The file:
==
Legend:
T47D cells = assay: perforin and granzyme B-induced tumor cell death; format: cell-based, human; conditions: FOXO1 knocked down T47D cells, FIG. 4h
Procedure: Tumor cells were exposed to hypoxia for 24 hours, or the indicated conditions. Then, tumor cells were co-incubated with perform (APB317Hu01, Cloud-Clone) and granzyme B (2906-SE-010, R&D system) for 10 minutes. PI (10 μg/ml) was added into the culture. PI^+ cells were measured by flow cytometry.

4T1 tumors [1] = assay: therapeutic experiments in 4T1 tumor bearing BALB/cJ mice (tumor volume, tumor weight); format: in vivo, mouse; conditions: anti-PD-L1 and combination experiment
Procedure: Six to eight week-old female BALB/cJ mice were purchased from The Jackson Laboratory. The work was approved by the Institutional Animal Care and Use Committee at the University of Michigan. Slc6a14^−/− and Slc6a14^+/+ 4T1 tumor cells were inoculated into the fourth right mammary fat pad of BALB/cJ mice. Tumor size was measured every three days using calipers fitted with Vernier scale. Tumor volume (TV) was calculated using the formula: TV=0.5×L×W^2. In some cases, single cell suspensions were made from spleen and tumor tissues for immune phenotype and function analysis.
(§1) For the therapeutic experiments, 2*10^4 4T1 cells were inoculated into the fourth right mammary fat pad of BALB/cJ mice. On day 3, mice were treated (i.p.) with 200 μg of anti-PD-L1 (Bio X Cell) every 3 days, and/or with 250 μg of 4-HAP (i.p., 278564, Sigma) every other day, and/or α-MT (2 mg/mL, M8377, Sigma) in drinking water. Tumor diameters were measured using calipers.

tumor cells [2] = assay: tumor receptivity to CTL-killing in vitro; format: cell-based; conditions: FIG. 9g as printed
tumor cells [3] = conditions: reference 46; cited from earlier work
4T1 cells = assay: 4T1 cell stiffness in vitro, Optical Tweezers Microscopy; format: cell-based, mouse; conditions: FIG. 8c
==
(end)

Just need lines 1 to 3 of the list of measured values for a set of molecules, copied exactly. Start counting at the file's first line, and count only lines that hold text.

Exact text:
Legend:
T47D cells = assay: perforin and granzyme B-induced tumor cell death; format: cell-based, human; conditions: FOXO1 knocked down T47D cells, FIG. 4h
Procedure: Tumor cells were exposed to hypoxia for 24 hours, or the indicated conditions. Then, tumor cells were co-incubated with perform (APB317Hu01, Cloud-Clone) and granzyme B (2906-SE-010, R&D system) for 10 minutes. PI (10 μg/ml) was added into the culture. PI^+ cells were measured by flow cytometry.